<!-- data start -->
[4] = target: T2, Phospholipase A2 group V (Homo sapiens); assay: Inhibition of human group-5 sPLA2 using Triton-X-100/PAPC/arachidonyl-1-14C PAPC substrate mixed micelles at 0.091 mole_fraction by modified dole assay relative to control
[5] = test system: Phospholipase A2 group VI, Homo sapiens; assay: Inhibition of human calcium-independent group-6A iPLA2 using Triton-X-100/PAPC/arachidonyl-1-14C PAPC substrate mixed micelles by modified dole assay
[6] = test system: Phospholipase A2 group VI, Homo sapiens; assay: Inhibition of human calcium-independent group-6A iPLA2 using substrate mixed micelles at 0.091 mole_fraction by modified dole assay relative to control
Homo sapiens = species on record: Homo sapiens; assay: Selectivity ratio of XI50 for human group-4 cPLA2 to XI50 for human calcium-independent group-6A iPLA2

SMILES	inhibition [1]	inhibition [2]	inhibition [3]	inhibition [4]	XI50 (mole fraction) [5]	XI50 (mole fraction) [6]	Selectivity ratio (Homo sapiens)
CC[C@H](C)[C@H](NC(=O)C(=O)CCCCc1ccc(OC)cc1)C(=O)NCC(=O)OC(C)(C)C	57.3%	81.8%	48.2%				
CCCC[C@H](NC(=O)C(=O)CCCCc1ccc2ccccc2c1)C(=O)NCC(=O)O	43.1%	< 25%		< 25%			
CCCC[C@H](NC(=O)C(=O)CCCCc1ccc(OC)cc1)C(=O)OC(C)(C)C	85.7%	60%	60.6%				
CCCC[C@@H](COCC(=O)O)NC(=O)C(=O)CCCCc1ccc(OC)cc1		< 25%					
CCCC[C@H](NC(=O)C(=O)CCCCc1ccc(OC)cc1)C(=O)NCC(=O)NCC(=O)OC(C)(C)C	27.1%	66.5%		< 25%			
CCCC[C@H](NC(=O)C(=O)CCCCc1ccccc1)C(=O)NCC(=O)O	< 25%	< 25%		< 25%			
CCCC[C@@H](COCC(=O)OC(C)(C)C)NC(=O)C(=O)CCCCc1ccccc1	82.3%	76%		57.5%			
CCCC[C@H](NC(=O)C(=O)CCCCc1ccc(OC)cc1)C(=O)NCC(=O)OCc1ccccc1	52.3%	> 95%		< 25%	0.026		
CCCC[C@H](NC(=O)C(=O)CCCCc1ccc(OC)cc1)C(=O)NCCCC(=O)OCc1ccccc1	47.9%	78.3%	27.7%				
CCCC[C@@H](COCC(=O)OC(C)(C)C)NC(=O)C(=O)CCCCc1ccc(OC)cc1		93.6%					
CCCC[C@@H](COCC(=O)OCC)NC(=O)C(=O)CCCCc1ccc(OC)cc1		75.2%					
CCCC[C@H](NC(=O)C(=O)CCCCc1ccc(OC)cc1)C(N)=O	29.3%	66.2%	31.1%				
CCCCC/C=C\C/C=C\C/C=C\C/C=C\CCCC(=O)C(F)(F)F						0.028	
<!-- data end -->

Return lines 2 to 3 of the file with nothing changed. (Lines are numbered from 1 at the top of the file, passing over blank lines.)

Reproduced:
[5] = test system: Phospholipase A2 group VI, Homo sapiens; assay: Inhibition of human calcium-independent group-6A iPLA2 using Triton-X-100/PAPC/arachidonyl-1-14C PAPC substrate mixed micelles by modified dole assay
[6] = test system: Phospholipase A2 group VI, Homo sapiens; assay: Inhibition of human calcium-independent group-6A iPLA2 using substrate mixed micelles at 0.091 mole_fraction by modified dole assay relative to control